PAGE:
Welcome to RJFS: DIRECTING - Official Video Discussion


This is the official discussion for the first video in our Directing Track.

Do you have any questions for Matt or Lauren? Thoughts about the video? Suggestions for the track? Post them here!


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How would you direct young actors in run and gun productions?


Is it right for the director to take a small role or even be one of the protagonists in his film?


As a director, are you the one with the main vision and tell everyone else what to do? Curious because I’ve been involved in a couple short films and its mostly me telling people “you stand here” “you do this” so would I be considered the director?


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What are some techniques or tips that help you to keep everything rolling mentally, so that the movie stays on schedule, you don’t forget important things, and generally keep your sanity when there’s a ton of stuff to keep track of?


How do you organize people when you direct them because, usually, when I make videos and order people around, it just doesn’t become the way I visualized it, are there any tips?


Its tough to say anything general about directing actors. There are lots of different techniques, and all actors are different.

The only thing I can really say, ESPECIALLY if time is of the essence, is make sure they KNOW what they are doing before you say action. This sounds obvious, but its not. Even now, I have once or twice called action and I thought we rehearsed, and the camera knew what was going on, or that the actor knew where we were starting from, but they didn’t. It happens because you are communicating to so many people.

Be CLEAR and CONCISE. And think about what you NEED if its a run and gun.


Sure - why not? I mean, its a political question, and there is definitely situations where they shouldn’t.

But like anyone, its just whether or not the person is right for the part. If the director is a good actor, and they think they are the right person, go ahead. But not everyone can act and direct. Or even if they can, they may not be able to do both at the same time.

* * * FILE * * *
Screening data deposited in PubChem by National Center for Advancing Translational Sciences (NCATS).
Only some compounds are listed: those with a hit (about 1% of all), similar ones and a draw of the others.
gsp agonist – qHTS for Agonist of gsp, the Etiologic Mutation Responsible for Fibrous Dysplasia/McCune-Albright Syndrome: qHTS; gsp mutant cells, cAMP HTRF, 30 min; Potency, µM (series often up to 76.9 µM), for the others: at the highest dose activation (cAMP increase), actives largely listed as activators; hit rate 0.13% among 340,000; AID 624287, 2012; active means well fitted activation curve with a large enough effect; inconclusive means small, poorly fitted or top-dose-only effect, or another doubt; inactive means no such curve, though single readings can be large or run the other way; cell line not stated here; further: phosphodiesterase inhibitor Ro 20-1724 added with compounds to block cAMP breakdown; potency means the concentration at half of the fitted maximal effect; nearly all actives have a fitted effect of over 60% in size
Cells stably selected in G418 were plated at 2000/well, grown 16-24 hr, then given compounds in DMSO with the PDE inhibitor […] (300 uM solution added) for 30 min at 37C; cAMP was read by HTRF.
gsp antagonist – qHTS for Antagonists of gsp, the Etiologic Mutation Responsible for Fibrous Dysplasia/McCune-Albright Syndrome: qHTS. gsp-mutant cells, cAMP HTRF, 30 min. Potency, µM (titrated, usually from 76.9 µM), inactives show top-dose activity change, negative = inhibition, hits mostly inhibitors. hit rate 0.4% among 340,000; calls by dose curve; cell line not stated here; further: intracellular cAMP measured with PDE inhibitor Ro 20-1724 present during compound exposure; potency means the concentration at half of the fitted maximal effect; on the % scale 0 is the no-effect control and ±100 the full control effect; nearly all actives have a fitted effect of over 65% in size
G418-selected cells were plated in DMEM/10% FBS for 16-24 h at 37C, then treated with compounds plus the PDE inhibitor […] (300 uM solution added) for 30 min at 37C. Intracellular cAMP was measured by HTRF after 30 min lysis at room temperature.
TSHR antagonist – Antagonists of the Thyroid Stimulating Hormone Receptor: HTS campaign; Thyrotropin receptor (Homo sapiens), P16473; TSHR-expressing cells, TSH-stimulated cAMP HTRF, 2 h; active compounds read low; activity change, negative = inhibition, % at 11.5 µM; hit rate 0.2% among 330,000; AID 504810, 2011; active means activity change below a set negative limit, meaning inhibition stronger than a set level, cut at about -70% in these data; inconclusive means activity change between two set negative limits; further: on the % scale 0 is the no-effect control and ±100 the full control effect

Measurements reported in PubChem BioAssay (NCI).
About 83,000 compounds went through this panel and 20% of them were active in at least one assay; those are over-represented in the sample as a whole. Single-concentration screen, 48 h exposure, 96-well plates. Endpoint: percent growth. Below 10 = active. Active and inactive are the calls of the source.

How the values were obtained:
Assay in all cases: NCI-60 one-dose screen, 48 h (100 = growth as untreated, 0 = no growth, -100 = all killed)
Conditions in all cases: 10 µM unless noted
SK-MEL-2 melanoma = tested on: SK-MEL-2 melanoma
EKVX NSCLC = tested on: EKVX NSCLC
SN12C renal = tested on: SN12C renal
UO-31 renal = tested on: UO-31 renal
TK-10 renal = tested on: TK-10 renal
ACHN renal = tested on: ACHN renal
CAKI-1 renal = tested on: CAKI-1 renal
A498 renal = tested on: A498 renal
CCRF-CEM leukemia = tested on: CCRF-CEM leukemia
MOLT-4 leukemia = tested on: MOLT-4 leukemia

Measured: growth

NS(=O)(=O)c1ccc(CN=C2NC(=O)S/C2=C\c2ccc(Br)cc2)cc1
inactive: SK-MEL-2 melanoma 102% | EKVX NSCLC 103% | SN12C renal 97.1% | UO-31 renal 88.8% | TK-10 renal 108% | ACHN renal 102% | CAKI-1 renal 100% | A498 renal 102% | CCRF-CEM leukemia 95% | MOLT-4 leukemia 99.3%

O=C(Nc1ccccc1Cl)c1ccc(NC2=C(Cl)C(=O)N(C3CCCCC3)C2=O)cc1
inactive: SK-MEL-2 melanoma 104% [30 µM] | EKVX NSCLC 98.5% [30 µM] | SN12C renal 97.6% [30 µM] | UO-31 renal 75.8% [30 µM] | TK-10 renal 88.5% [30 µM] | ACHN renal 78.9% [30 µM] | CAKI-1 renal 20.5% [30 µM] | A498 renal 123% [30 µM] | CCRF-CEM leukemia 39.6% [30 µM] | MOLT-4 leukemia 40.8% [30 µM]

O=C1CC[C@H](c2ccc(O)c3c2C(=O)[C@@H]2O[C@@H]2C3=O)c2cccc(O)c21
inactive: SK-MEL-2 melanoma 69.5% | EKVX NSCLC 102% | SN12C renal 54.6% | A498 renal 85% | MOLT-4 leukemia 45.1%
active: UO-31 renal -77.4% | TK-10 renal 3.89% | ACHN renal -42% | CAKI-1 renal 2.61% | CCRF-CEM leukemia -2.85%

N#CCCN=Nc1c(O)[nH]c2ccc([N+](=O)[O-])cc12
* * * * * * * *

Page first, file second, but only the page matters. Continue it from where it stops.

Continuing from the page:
Yes, as the director, that is, in a sense, your only job. Everyone looks to you for the answers. You are the vision holder. If you wanna tell people to stand here and there, or you want your assistant director to do it, thats all in your directing style.



Honestly the most important thing to me is learning to stay unemotional about things when its gets crazy. Ultimately you are trying to make something. And if you get it into your head that it represents YOU, or your LEGACY or any number of things, it will mess you up. Those things are true… and they will go through your head all the time. But you have to learn to block it out on set when you have to make decisions. Cause that is all you do. Make hundreds of decisions.

And that means, learning that someone is always losing. That sounds sad, but its the truth. Someone once said directing is simply deciding who loses. Whether its the DP who won’t get as nice light cause you want the scene lit for 360, or the actors who rather act a scene uninterrupted, but instead are doing a scene line by line cause you have very precise coverage you want. Or Art Department cause you are moving money to get a bigger explosion. Or SFX cause you are cutting an explosion in order to have a nicer set.

Everyone on your set wants to do a great job. They are talented and passionate people. And you have to learn how to communicate what you want because it makes those loses easier. If you just tell your DP “look, I don’t care if the light won’t look as good as it could, just make it happen!” Well, that sort of sucks. And they may not give you great work.

If you come up and say… “Hey, look. I know this won’t be as controlled lighting as you want. But for this scene, between this two actors, I really want them to build into it, and I want them to be lose. I think its important for the performances. I want the tension to escalate naturally and I want some rawness in their staging. So, yes, we have to light for 360 degrees, but I know you’ll make it look great, and it will really help the actors.”